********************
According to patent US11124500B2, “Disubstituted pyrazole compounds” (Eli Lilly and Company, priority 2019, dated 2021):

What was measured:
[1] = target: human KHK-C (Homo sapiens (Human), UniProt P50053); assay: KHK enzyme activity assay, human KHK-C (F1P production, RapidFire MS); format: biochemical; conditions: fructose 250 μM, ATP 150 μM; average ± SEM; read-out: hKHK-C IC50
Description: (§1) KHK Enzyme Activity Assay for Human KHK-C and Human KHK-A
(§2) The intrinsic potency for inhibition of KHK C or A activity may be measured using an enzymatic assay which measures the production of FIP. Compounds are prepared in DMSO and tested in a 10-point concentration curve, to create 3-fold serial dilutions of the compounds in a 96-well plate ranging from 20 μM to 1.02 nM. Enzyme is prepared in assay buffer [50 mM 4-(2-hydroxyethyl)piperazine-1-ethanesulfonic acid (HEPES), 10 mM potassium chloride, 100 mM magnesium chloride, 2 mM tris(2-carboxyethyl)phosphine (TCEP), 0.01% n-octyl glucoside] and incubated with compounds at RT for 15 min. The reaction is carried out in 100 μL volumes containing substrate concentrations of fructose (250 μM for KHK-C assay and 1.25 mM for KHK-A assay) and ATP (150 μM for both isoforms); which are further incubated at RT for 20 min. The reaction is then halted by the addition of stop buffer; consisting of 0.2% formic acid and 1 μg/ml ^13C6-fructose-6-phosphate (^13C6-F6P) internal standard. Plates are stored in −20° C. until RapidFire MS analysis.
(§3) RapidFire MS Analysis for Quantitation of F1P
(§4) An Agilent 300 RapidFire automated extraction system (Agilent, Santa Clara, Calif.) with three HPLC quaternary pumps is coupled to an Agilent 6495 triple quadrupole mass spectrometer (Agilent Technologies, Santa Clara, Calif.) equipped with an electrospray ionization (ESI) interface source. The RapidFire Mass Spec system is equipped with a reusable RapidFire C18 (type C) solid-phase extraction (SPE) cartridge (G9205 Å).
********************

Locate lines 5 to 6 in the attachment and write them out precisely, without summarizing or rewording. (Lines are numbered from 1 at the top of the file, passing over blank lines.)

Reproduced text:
(§2) The intrinsic potency for inhibition of KHK C or A activity may be measured using an enzymatic assay which measures the production of FIP. Compounds are prepared in DMSO and tested in a 10-point concentration curve, to create 3-fold serial dilutions of the compounds in a 96-well plate ranging from 20 μM to 1.02 nM. Enzyme is prepared in assay buffer [50 mM 4-(2-hydroxyethyl)piperazine-1-ethanesulfonic acid (HEPES), 10 mM potassium chloride, 100 mM magnesium chloride, 2 mM tris(2-carboxyethyl)phosphine (TCEP), 0.01% n-octyl glucoside] and incubated with compounds at RT for 15 min. The reaction is carried out in 100 μL volumes containing substrate concentrations of fructose (250 μM for KHK-C assay and 1.25 mM for KHK-A assay) and ATP (150 μM for both isoforms); which are further incubated at RT for 20 min. The reaction is then halted by the addition of stop buffer; consisting of 0.2% formic acid and 1 μg/ml ^13C6-fructose-6-phosphate (^13C6-F6P) internal standard. Plates are stored in −20° C. until RapidFire MS analysis.
(§3) RapidFire MS Analysis for Quantitation of F1P